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Tag Archives: MD Estate Planning

Determining the Value of an Estate in Maryland

Understanding how an estate is valued is a crucial step in the probate process. In the state of Maryland, the valuation of an estate involves several considerations, and navigating these complexities is important for both the Personal Representative and the beneficiaries.   Appraisal of Assets   One of the primary steps in estate valuation is […]

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Best Ways to Preemptively Avoid a Will Contest

While anyone can contest your will after you have passed away, there are several things you can do to prevent them from succeeding.   The first and best way to avoid a will contest is to establish a trust. This is the most common way to avoid probate and to make contesting a will difficult. […]

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What is the Role of a Personal Representative?

A Personal Representative (aka executor) is a person appointed in an estate plan, or, when there is no will, appointed as a matter of law or by the court. This role involves ensuring that the decedent’s wishes are fulfilled when distributing assets, as well as managing the decedent’s affairs, including paying taxes and other bills. […]

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What Happens If My Heir Dies Before I Do in Maryland?

The answer to this question depends, first, on what kind of estate planning (if any) you have done.   If you have a will or a trust in place, you have already named your beneficiaries. But unless you have named alternate beneficiaries in your will or trust, you will have little control over where a […]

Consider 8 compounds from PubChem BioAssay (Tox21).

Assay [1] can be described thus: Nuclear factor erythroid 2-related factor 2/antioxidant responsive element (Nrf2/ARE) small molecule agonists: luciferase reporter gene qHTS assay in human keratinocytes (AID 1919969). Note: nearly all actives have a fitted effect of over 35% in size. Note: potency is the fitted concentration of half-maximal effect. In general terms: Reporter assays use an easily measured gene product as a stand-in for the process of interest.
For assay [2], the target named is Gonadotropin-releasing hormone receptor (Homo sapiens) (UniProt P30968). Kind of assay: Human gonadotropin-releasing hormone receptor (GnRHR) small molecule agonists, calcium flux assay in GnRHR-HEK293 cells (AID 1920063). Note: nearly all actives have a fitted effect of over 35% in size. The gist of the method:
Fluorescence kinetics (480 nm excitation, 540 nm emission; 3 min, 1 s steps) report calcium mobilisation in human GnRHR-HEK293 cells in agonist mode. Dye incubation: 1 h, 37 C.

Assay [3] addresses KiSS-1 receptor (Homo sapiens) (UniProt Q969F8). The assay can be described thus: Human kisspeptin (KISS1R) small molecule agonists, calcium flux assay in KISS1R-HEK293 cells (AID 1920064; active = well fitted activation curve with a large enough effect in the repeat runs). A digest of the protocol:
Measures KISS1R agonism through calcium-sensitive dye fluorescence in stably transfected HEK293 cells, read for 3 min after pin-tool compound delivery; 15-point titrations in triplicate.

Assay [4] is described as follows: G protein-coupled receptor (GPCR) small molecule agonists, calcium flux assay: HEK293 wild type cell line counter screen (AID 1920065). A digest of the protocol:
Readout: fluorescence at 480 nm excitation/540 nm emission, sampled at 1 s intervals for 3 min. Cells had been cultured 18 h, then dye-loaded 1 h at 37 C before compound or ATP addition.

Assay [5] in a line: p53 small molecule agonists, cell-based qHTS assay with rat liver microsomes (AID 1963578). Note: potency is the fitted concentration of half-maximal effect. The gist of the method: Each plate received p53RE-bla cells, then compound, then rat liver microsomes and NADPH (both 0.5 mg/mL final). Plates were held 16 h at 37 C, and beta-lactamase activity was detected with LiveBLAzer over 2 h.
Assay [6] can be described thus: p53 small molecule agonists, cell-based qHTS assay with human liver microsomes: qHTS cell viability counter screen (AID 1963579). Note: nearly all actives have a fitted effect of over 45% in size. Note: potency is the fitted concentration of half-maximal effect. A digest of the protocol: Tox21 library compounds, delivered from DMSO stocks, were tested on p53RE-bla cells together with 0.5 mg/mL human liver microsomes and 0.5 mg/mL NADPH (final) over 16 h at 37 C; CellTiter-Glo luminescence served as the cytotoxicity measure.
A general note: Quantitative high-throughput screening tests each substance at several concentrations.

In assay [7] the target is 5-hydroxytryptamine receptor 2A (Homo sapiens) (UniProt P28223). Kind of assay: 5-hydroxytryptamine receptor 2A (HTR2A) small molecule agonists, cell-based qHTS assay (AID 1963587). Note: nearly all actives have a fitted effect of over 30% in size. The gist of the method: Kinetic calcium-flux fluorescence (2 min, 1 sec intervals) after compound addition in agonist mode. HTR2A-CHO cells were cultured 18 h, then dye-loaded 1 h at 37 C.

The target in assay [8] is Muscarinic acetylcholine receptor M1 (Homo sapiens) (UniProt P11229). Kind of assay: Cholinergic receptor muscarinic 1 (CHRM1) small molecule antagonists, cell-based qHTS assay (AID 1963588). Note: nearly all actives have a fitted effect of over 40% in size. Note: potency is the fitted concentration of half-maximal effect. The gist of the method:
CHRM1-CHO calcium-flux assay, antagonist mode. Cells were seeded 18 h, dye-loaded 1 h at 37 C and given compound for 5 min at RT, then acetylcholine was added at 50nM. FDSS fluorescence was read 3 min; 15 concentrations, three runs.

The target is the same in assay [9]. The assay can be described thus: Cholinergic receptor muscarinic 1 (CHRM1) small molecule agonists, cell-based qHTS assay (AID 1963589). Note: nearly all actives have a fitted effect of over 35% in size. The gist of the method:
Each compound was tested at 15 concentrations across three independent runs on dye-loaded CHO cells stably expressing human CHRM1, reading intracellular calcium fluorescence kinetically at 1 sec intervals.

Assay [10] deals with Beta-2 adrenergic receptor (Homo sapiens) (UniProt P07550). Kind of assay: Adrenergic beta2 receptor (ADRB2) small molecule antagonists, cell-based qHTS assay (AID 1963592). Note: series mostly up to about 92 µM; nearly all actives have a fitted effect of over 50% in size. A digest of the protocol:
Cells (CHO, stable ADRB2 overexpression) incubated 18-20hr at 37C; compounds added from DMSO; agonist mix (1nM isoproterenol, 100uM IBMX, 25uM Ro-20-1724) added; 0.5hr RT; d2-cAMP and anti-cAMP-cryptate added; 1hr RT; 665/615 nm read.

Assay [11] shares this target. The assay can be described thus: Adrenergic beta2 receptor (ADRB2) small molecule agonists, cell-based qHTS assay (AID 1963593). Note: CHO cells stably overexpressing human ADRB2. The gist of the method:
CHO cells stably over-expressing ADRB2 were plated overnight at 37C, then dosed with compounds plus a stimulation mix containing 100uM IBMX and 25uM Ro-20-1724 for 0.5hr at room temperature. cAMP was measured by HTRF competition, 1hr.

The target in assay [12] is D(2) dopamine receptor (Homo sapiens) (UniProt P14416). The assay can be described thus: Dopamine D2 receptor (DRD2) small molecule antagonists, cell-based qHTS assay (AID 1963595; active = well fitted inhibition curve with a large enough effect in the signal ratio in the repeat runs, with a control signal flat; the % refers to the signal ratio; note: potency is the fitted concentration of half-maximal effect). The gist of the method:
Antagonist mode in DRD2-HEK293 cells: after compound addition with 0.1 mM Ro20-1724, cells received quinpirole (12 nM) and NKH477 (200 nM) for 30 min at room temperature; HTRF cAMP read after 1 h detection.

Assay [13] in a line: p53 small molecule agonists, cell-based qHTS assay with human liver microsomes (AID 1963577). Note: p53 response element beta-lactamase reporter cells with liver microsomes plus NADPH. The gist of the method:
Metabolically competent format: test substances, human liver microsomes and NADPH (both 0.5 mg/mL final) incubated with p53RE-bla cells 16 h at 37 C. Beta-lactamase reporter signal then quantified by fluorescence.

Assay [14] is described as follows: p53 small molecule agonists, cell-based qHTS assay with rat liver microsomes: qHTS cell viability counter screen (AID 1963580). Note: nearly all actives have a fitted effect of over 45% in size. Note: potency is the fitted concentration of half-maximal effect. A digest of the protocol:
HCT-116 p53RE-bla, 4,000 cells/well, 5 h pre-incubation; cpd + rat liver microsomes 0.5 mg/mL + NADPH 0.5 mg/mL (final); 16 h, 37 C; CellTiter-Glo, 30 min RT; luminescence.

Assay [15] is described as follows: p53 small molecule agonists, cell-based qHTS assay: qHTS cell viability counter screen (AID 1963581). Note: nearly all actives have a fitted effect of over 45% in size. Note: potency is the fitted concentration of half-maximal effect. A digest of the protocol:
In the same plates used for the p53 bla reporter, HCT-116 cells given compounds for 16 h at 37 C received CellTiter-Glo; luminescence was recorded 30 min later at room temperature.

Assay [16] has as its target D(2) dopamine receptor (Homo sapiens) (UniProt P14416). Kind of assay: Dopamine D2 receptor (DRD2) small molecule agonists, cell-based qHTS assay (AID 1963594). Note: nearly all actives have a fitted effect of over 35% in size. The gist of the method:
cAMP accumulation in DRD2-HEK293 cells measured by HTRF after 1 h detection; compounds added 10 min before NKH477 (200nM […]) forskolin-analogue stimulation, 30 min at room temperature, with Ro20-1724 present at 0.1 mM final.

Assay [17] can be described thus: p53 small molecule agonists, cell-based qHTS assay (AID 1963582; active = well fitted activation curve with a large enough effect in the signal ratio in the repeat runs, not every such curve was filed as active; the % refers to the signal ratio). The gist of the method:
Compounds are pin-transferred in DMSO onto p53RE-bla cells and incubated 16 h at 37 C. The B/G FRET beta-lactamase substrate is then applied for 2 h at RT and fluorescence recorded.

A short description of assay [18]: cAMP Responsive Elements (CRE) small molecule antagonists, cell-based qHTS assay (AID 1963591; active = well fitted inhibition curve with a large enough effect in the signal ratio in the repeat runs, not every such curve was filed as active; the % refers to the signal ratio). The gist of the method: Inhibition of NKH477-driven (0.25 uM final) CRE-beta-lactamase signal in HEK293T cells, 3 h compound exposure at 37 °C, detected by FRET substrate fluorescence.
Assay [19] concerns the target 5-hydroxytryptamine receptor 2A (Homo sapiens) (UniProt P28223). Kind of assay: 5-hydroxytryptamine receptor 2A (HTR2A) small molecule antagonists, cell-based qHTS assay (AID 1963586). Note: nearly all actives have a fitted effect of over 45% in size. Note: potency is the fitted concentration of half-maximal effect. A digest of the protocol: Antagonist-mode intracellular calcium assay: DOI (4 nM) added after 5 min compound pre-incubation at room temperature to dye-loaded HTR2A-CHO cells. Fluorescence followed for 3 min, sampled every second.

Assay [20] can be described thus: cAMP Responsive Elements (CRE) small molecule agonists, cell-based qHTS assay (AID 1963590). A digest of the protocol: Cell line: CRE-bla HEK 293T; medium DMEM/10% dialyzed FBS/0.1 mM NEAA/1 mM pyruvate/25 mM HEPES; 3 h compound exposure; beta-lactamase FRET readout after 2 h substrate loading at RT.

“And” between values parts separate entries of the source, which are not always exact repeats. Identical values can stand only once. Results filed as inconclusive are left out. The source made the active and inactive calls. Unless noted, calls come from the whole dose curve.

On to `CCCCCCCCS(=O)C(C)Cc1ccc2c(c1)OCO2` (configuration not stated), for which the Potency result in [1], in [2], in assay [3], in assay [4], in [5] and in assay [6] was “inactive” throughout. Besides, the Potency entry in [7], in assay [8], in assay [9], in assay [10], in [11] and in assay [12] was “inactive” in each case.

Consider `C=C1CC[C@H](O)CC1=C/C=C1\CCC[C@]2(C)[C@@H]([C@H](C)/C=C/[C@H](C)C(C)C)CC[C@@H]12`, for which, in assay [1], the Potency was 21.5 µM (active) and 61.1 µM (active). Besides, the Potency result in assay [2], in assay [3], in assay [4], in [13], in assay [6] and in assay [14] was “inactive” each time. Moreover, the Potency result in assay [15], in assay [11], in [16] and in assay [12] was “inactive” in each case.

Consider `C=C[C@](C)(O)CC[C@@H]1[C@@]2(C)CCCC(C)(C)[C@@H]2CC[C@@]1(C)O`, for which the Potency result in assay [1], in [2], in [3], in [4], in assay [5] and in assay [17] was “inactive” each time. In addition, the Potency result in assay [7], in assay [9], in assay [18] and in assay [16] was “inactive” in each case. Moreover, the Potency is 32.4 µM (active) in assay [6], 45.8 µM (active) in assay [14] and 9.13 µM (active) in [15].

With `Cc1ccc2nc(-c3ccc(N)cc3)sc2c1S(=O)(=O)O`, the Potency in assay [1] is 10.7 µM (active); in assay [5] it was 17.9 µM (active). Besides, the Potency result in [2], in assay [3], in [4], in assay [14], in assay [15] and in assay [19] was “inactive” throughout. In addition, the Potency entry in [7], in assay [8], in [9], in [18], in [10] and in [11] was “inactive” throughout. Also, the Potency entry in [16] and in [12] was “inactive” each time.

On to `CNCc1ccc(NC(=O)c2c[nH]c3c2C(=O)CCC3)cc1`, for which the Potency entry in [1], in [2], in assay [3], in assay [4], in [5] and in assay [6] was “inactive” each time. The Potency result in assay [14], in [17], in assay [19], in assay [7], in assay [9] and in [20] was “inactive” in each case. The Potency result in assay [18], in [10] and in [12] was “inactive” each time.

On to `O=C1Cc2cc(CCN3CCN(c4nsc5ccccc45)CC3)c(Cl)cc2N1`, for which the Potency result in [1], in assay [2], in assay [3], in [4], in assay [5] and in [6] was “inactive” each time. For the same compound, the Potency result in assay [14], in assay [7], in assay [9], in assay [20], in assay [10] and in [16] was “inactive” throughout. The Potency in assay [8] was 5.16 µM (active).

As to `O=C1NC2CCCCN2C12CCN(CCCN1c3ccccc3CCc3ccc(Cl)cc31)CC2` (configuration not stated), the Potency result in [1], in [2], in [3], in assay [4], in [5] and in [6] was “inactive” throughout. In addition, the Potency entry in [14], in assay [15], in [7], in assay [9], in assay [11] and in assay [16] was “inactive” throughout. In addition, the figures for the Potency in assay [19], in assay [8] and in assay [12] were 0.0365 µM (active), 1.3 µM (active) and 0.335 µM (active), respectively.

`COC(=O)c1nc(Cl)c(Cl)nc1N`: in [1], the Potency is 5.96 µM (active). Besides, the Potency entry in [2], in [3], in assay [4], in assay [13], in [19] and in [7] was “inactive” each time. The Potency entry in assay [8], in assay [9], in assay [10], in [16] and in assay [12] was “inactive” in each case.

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Can I Include My Pet as Part of My Estate Plan?

In the unfortunate event that you become incapacitated or pass way, ensuring the safety and well-being of your pet is an important consideration. Maryland law considers pets “property” and are treated as such, which is why many pet owners choose to create a pet trust.   A pet trust enables you to designate a person […]

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Can a Will Be Signed or Changed By Someone with Dementia?

One common question we receive is whether a person with dementia may sign or update their last will and testament. For a will to be considered valid, the signee must have “testamentary capacity.” In other words, a person must be mentally competent enough to understand the implications of what they are signing. For a person […]

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Maryland Estate Planning Terms Defined

If you’re new to estate planning, you might feel overwhelmed. Any legal process can feel intimidating. In this post we will briefly define several key terms to give you a broader understanding of the subject so that, when you do decide to put an estate plan in place, you will have a better foundation.   […]

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Are My Maryland Health Care Directives Valid in Another State?

While most states make provisions for accepting health (or advanced) care directives from other states, some states only do so with states having similar legal requirements. Some states may use different terminology around what health care directives mean. Requirements pertaining to life support procedures, for instance, can differ from state to state. While it is […]

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Why You Should Talk to Your Parents About Estate Planning

Estate Planning

Estate planning is something many families are inclined to put off however careful planning for the future can protect property and assets, as well as loved ones. An estate plan is not simply a matter of drafting a will; it is also a kindness to the surviving family members because it can relieve stress, help […]

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